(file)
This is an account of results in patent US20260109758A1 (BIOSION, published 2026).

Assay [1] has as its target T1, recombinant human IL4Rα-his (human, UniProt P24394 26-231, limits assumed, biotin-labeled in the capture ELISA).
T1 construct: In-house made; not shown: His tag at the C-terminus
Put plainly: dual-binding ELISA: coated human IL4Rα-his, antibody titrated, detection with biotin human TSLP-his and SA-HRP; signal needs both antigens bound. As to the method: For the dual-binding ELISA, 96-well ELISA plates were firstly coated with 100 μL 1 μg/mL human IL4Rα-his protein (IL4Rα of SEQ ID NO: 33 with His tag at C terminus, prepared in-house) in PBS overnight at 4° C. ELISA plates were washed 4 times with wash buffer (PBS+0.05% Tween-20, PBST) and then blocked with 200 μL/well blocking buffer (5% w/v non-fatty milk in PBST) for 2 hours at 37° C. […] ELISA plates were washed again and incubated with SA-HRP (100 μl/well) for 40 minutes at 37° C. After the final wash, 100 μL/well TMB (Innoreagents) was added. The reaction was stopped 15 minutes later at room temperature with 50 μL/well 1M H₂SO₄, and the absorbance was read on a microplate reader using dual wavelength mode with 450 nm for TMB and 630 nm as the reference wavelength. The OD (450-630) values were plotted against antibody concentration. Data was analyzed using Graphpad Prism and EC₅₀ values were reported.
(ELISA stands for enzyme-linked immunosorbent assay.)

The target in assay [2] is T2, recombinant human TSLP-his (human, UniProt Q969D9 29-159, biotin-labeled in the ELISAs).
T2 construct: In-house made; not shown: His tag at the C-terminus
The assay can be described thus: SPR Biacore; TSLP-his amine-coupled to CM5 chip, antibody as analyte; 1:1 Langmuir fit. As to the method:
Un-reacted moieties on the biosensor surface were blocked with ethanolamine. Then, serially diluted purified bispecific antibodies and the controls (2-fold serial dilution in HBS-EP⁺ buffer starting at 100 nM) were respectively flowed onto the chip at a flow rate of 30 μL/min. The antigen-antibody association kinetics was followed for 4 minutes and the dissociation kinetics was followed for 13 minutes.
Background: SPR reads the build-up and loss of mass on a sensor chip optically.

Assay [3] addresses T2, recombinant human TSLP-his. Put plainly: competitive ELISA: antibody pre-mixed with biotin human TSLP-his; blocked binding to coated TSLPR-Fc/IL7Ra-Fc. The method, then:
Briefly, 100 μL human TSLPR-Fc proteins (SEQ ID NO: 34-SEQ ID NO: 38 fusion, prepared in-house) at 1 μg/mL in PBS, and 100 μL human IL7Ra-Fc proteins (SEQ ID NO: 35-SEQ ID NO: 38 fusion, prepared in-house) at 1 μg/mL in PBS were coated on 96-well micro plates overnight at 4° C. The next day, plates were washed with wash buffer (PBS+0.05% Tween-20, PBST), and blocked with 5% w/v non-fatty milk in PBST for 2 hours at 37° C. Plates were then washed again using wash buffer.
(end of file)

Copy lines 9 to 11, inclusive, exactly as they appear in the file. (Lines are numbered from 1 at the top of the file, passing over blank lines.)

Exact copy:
Un-reacted moieties on the biosensor surface were blocked with ethanolamine. Then, serially diluted purified bispecific antibodies and the controls (2-fold serial dilution in HBS-EP⁺ buffer starting at 100 nM) were respectively flowed onto the chip at a flow rate of 30 μL/min. The antigen-antibody association kinetics was followed for 4 minutes and the dissociation kinetics was followed for 13 minutes.
Background: SPR reads the build-up and loss of mass on a sensor chip optically.

Assay [3] addresses T2, recombinant human TSLP-his. Put plainly: competitive ELISA: antibody pre-mixed with biotin human TSLP-his; blocked binding to coated TSLPR-Fc/IL7Ra-Fc. The method, then: